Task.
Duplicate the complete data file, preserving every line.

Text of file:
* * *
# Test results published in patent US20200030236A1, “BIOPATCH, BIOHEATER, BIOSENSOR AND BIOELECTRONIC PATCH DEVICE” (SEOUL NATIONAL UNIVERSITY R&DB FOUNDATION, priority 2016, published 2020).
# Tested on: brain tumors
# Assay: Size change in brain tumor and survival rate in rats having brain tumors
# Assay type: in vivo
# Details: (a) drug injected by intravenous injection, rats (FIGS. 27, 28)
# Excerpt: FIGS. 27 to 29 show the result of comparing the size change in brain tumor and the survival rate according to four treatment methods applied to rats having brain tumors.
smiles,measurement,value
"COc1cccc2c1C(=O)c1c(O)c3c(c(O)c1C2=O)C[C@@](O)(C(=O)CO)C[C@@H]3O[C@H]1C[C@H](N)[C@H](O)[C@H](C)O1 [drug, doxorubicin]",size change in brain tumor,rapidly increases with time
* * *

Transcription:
# Test results published in patent US20200030236A1, “BIOPATCH, BIOHEATER, BIOSENSOR AND BIOELECTRONIC PATCH DEVICE” (SEOUL NATIONAL UNIVERSITY R&DB FOUNDATION, priority 2016, published 2020).
# Tested on: brain tumors
# Assay: Size change in brain tumor and survival rate in rats having brain tumors
# Assay type: in vivo
# Details: (a) drug injected by intravenous injection, rats (FIGS. 27, 28)
# Excerpt: FIGS. 27 to 29 show the result of comparing the size change in brain tumor and the survival rate according to four treatment methods applied to rats having brain tumors.
smiles,measurement,value
"COc1cccc2c1C(=O)c1c(O)c3c(c(O)c1C2=O)C[C@@](O)(C(=O)CO)C[C@@H]3O[C@H]1C[C@H](N)[C@H](O)[C@H](C)O1 [drug, doxorubicin]",size change in brain tumor,rapidly increases with time